Maria Felicia/Chapter 2
THE Emperor, accompanied by the Count, walked through a long suite of brilliantly decorated rooms, passing amidst the throng of guests, who humbly stepped aside at their approach. He admired the pictures on the tapestries, specially prepared for that evening, the costly statues artistically arranged, and the stately furniture. He expressed his admiration with detail unusual for him, and the Count was unable to comprehend how a liking for things in which at other times the Emperor took little or no interest was so suddenly developed in him. Even the apparently aimless walk was contrary to the custom of the ruler, who at other times very unwillingly and very seldom allowed a half-hour to pass by unoccupied with state affairs. The Count was delighted to think that it happened because the Emperor was enraptured with the gorgeous furnishings of the palace. He did not notice that the sovereign’s eyes turned to every nook and corner, and if he did see it once or twice he thought the Emperor was looking back at the things he had most admired.
But the Emperor glanced in vain over the sofas and settees occupied by ladies, who, in spite of his incognito, rose and bowed whenever he passed them; in vain he explored all the corners and looked behind all the curtains; from no chair arose the form of the unknown; from no place sparkled the two clear blue eyes for whose sake alone he had started on the journey.
Not finding in the last room the one he was seeking, he decided, as a last resort, to do something which at other times he gladly omitted.
“Do you not intend to introduce me to your daughter?”’ he asked his pleased escort, as they turned back to the dancing hall, where the rest of the company were starting a minuet.
At that question, over the Count’s face, until then so clear, there flitted a shadow.
“I did not dare to speak of her to your majesty,” he answered evasively.
“I fear that I have failed in courtesy to you,” the Emperor kindly replied. “It might have easily happened that being taken up with state affairs, I should have left without thinking of the Prague beauties. The Countess must introduce all her friends to me, that I may see for myself whether she is, as the rumor goes, the most beautiful among them. But why are you looking so downcast?”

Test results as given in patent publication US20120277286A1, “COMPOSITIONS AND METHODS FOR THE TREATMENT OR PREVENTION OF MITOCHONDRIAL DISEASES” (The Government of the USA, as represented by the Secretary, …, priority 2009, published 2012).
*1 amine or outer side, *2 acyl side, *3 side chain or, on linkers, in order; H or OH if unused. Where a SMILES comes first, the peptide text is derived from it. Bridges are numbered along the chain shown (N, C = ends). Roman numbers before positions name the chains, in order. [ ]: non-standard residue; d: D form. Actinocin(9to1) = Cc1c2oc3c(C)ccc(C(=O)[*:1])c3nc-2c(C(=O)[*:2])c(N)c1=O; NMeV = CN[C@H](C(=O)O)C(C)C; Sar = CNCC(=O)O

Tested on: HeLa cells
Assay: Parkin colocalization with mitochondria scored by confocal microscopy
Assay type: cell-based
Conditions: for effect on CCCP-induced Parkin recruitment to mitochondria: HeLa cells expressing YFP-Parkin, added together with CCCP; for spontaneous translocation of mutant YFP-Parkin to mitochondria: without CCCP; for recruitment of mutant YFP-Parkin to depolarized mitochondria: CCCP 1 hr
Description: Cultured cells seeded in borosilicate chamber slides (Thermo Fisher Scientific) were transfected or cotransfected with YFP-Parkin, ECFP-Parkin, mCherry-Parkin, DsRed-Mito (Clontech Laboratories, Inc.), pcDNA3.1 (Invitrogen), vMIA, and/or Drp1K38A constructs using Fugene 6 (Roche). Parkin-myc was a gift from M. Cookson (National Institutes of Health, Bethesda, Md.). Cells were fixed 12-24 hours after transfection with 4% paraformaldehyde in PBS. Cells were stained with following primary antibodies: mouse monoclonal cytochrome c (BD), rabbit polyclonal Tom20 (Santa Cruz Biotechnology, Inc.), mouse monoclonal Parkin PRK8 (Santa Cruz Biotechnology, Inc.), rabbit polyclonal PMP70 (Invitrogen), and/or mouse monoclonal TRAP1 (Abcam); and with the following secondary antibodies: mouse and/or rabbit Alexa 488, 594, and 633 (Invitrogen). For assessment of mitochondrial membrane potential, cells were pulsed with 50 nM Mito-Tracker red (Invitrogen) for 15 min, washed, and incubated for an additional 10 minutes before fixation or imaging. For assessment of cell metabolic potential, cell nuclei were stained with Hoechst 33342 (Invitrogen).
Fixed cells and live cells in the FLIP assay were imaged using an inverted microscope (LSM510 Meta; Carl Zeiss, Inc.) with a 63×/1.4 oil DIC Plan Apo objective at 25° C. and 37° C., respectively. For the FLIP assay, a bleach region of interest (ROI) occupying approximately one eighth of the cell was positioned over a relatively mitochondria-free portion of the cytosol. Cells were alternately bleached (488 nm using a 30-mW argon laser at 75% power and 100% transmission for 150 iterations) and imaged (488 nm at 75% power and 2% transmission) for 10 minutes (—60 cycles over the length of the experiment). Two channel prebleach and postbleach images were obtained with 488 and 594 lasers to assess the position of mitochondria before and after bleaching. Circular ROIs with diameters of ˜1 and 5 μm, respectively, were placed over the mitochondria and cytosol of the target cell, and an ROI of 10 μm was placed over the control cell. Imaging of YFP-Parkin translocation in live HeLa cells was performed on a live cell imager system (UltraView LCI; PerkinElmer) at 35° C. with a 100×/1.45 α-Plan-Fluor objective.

“I am worried,” said the Count, “lest Maria Felicia may fail to meet with grace from her noble Emperor.”
“What an idea!” said the Emperor, surprised. “Why should I dislike your daughter, a lady renowned for beauty and brought up by you?”
“I have proved that a loving father is not the person to bring up his daughter,” the Count said, with such a sad accent that the Emperor suddenly stopped, forgetting, in view of the sadness of the Count, the lady that he was seeking.
“I see that something really worries you,” he said with sympathy. “Trust it to me, dear Count; you see that I am as devoted to you and your family as you are to me. Speak frankly; do not think that you will tire me. We are left alone, where no one can overhear us. Have you really cause to complain of your daughter’s behavior?”
The Count struggled with his overwrought feelings.
“Oh, who would have foretold to me that the moment when I should stand with my only child before my gracious master, commending her to his sublime friendship, would not be the happiest of my life—that I should tremble and do all I could to postpone it? It would have grieved me to death,” he passionately added. “Yes, I linger, I tremble to introduce my daughter lest she awaken your dislike, not by her personal appearance, but by her behavior. She conducts herself in society according to rules of her own making, caring little whether or not they are approved by the world. She does not resemble the rest of the young ladies in anything. Her behavior is entirely peculiar, and I do not know what to do to prevent it. If she were nota great lover of music (on the harp she by far excels her teacher, an excellent artist, whom I sent to Italy for training) I could not say that she possesses one feminine quality. She can ride, shoot and fence much more skillfully than she can handle a needle or a brush. She acts less gracefully at a ball than at a hunt. She endures hardships on such expeditions more bravely than a man; she never complains of hunger, fatigue or lack of comfort, and she bravely sits in her saddle when others are drooping with exhaustion. She knows no fear, no danger; bodily pain has not yet caused her to shed a tear. I have often thought that if war should come upon us, she would follow me in disguise to the field, and she would return crowned with laurels.”
The Count’s eye unconsciously sparkled. He had complained to the Emperor about his daughter being an Amazon, and yet her manlike qualities flattered the old soldier. He had given them a chance to develop freely through all her youth, and not until now, when they came out too boldly, did they frighten him. He considered it impossible to introduce her to the Emperor, and for the first time really felt hard toward her.
The Emperor, noticing the hesitation, smiled.
“The Countess has inherited your blood; it is boiling over, and that is her whole offense. You are unjust in turning against her on that account,” he said, soothing the excited father. “But if you feel that your hand is really too weak to keep your daughter’s youthful spirit within proper limits, put her in hands as kind as yours, but less yielding. Marry your daughter, if she is willful.”
“She will not listen to marriage,” the Count sighed again.